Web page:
One of the scary things associated with pregnancy is the possibility of developing postpartum depression or PPD. Aside from the excitement of bringing home your newborn, there is exhaustion, overwhelm, fatigue, frustration, and even sadness — also called baby blues. But with PPD, the blues don’t shake off, and treatment is highly recommended.
According to the American Psychological Association, one in seven mothers will experience PPD. This doesn’t include the number of those who choose not to seek help. So, you may be wondering if it will happen to you. And if postpartum depression happens with every pregnancy, and you’ve experienced it before, how do you manage the duties of parenting while taking care of your mental health, again?
I had my share of days crying in the shower after bringing home twin newborns, but like so many moms, I didn’t think about being assessed or seeking treatment. My occasional sadness eventually wore off. This is very common to feel a little off at times after having a baby. But postpartum depression doesn’t ease up like baby blues.
How Common Is Postpartum Depression?
“Baby blues is something that usually happens for a few days or a couple of weeks after giving birth, and it’s milder in correlation to postpartum depression. PPD is something that could happen weeks after giving birth — it can usually happen anytime starting at six weeks and up to the first year,” Vonne Jones, M.D. and OB-GYN tells Romper.
But every mother isn’t fated to have to cope with PPD. Up to 20% of pregnant women, especially new mothers, will experience it. “Not everyone gets it, but there can be a higher risk for patients in stressful situations, such as being a single parent, a history of mood disorders, anxiety, depression, or bipolar disorder,” Jones says. And according to reported statistics, mothers who have low socioeconomic status, without equitable access to healthcare, are 11 times more likely to get it.
A common misconception is that PPD is only associated with or stems from the mothers' biological link with their babies. However, the effects of PPD aren’t isolated to birthing mothers. 25% of new fathers and up to 8% of adoptive parents are reported to have experienced it as well.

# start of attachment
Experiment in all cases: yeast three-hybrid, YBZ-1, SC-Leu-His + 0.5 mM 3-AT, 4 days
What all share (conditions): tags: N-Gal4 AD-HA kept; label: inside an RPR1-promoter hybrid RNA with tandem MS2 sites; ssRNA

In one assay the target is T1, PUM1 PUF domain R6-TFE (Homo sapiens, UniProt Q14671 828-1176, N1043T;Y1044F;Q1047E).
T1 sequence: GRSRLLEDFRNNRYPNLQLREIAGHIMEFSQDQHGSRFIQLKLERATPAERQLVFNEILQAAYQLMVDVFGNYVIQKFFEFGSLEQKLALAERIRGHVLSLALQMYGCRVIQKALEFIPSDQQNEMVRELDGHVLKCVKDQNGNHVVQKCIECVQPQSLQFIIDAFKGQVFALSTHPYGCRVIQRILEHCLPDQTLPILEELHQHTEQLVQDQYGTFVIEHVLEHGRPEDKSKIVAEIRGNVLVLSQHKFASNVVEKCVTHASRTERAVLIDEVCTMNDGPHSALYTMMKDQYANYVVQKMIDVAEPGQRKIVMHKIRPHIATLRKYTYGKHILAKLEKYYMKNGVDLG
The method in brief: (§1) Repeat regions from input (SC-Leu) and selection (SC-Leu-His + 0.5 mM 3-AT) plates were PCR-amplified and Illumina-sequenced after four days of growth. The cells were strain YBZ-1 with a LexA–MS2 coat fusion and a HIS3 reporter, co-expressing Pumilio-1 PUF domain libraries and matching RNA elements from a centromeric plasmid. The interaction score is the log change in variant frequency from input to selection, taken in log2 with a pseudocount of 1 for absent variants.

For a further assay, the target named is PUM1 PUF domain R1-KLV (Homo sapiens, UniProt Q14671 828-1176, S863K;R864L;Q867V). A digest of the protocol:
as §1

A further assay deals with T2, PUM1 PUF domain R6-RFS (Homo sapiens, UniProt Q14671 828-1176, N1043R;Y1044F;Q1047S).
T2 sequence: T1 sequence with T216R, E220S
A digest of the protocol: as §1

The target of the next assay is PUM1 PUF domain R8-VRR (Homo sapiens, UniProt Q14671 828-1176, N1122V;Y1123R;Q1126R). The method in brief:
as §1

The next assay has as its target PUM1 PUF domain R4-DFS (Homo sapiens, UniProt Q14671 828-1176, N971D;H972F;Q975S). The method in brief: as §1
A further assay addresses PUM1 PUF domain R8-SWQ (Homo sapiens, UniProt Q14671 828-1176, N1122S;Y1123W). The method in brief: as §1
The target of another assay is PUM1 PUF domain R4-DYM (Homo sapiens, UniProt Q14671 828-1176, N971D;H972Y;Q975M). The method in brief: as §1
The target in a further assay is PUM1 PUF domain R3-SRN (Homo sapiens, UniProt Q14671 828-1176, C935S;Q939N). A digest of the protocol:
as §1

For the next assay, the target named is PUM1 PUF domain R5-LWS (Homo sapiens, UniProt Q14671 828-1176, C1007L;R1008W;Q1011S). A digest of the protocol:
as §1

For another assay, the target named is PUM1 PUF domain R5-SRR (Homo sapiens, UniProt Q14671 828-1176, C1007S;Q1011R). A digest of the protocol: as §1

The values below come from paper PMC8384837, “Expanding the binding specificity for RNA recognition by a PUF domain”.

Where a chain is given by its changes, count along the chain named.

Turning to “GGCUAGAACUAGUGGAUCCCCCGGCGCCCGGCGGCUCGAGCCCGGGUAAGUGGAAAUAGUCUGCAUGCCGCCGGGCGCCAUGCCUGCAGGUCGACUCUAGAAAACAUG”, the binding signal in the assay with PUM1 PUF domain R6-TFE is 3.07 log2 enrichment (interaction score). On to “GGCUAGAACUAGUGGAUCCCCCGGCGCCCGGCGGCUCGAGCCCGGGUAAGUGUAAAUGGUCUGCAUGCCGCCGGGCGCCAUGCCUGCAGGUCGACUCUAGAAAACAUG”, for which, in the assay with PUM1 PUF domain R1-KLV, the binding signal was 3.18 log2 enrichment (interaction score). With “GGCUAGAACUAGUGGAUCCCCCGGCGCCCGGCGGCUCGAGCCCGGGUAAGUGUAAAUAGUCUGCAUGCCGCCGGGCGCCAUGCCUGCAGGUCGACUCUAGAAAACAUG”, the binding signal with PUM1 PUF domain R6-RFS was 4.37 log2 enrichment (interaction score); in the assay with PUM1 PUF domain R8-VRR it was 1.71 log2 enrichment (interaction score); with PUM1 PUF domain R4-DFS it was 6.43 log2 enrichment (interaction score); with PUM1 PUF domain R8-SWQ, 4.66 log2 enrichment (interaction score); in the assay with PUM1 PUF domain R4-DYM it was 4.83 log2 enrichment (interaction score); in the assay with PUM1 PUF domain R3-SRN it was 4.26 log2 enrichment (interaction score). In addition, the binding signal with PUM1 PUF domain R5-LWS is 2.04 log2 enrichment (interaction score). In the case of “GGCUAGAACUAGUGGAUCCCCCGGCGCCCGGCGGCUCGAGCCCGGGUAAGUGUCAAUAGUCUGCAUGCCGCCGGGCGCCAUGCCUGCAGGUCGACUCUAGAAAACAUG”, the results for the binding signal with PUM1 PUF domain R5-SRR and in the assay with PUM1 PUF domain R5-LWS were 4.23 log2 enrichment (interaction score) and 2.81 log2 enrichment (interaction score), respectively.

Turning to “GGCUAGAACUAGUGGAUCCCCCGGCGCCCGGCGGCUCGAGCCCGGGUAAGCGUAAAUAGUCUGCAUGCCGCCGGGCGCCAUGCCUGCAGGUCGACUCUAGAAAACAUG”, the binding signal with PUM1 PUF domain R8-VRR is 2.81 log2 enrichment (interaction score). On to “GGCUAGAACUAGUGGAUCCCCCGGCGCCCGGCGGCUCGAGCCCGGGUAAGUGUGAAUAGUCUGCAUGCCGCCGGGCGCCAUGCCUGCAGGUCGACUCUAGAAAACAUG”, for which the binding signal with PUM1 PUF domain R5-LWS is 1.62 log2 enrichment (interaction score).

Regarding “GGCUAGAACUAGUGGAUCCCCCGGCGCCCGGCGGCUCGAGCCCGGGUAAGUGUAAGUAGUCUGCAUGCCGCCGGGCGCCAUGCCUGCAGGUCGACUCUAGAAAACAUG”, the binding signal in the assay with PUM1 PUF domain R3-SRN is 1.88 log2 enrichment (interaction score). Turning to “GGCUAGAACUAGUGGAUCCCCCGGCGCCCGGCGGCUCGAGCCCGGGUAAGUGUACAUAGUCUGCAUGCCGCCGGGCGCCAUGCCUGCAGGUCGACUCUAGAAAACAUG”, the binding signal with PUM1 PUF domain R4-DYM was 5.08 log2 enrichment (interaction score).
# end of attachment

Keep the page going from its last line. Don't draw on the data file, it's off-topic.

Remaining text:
If You’ve Had PPD Before, Will You Get It With Subsequent Pregnancies?
If you are one of the many who’ve had symptoms of PPD with your previous pregnancies, there’s a possibility you could have recurring symptoms with another pregnancy — there is a 10 to 50% chance that you will experience it again. “It's very similar to someone having hypertension during pregnancy. There's a higher chance of that [PPD] happening. So just make sure to be plugged in with a therapist or a psychiatrist, so that in the event that something happens during pregnancy or after pregnancy, you’re already linked with someone,” says Jones. By having a therapist in place, there’s less pressure to scramble and find someone you trust in the heat of the moment. “If you have that person in place, that will decrease the chances of symptoms worsening.”
While PPD is nothing to look forward to, especially if you’ve been down that road before, taking certain steps will stave off the intensity of your symptoms.
- Don’t minimize your symptoms.
- Tell your family how you’re feeling to gain their support.
Jones says, “Don't feel bad for asking for help. There are many before you that have asked for help and are better for it. Because if there are people around, why not have them do things to help you and support you.”
If you or someone you know is experiencing depression or anxiety during pregnancy, or in the postpartum period, contact the Postpartum Health Alliance warmline at (888) 724-7240, or Postpartum Support International at (800) 944-4773. If you are thinking of harming yourself or your baby, get help right away by calling the National Suicide Prevention Lifeline at 1-800-273-8255, or dialing 911. For more resources, you can visit Postpartum Support International.
Vonne Jones, M.D. and OB-GYN